Why no washing/disinfecting eggs?

Gypsy07

Songster
9 Years
Feb 4, 2010
2,286
54
193
Glasgow, Scotland
Hi again! Thought I'd pop back in with a quick update. Thanks BlackSheep and Muggs for your advice/ideas. My coop is only 6'x8' and the nesting boxes are jut 18" from the pop hole, so no chance of being able to make my hens walk through lots of pine shavings on their way to the boxes. It's just been really wet here for the last month or so and everything is terribly muddy. What I have been doing to get cleaner eggs is refreshing/replacing the shavings in the nest boxes constantly and collecting eggs more often. It's been working reasonably well and the last six eggs I collected this week have been much cleaner. No more crusty poo!

My incubation is now on day 16 with my original eight grubby eggs that I rinsed off but didn't disinfect. I thought some of them maybe had blood rings in them but I was thankfully just imagining things. 6/8 were fertile and of those six, all seem to be progressing normally. Of the six cleaner eggs I collected this week, I washed and disinfected three and left the other three with the protective bloom on them. I marked them so I know which is which, and set them this morning. Mini experiment time! I know it's not exactly scientific and that to properly compare washed vs. unwashed eggs you'd have to run two separate bators, but I'm very interested to see if the original grubby eggs hatch out okay, and how they compare with the cleaner eggs, and the disinfected eggs. The staggered hatch makes things more complicated, but I'll do my best.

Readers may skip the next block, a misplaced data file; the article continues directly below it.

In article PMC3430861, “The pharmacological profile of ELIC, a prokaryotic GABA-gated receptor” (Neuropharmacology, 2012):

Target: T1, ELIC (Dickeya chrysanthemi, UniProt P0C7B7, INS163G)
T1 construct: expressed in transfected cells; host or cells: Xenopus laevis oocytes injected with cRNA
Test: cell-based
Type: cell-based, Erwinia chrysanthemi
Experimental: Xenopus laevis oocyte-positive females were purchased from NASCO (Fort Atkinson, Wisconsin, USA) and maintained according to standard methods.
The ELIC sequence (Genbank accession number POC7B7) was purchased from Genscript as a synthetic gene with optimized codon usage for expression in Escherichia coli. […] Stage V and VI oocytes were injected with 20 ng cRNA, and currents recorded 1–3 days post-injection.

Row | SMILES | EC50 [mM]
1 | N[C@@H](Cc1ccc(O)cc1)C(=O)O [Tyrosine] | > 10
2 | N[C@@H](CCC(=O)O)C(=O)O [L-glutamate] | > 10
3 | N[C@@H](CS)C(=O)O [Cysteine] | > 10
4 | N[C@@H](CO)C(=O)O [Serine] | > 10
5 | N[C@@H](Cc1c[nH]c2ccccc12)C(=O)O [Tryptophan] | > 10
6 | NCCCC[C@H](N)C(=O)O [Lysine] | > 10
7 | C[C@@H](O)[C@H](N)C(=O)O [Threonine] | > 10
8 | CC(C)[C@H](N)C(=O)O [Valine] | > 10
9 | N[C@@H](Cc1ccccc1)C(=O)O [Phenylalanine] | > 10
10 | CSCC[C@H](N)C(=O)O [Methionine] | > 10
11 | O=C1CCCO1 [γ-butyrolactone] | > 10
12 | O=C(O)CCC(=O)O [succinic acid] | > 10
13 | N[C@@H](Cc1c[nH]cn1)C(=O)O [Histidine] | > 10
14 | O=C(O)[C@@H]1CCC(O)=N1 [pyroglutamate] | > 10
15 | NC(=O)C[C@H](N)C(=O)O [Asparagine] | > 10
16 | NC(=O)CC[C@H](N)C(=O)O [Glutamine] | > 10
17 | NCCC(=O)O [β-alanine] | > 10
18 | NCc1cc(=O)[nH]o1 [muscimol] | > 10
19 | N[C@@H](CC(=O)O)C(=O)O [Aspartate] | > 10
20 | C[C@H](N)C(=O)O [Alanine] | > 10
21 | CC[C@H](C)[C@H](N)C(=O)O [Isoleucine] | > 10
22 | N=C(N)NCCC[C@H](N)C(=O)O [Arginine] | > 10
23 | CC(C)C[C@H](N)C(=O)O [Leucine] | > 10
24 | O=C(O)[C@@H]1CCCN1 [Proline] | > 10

I shall let you know what happens...
 

Muggsmagee

Menagerie Mama
10 Years
Dec 15, 2009
4,493
41
236
Central NY
Quote:Good for you! I switched a bunch of breeders around last month and they weren't laying in their nesting boxes. I reluctantly washed 17 eggs. 12 hatched yesterday, 2 were quitters, 2 more are still working on getting out. The other one was the VERY first ROTTEN egg I've ever gotten.
I really wish I didn't open that one up. I have another 60 more unwashed eggs in another bator going strong, and around 25 washed.
 

Gypsy07

Songster
9 Years
Feb 4, 2010
2,286
54
193